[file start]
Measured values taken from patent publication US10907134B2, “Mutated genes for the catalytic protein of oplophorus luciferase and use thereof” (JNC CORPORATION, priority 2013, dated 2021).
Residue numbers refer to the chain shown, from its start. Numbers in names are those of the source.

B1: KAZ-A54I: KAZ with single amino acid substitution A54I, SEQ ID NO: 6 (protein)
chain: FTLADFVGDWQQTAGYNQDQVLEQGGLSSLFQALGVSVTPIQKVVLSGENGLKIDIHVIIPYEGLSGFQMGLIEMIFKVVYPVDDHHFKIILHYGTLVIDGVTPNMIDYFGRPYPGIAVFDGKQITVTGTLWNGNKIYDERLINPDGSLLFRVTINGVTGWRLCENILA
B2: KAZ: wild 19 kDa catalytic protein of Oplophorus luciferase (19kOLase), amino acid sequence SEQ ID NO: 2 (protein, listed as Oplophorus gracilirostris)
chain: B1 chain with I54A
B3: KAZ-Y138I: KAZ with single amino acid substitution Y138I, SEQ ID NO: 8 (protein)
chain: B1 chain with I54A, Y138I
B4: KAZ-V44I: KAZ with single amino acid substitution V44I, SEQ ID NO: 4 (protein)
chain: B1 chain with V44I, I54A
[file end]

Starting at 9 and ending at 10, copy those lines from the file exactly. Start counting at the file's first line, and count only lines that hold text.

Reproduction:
B4: KAZ-V44I: KAZ with single amino acid substitution V44I, SEQ ID NO: 4 (protein)
chain: B1 chain with V44I, I54A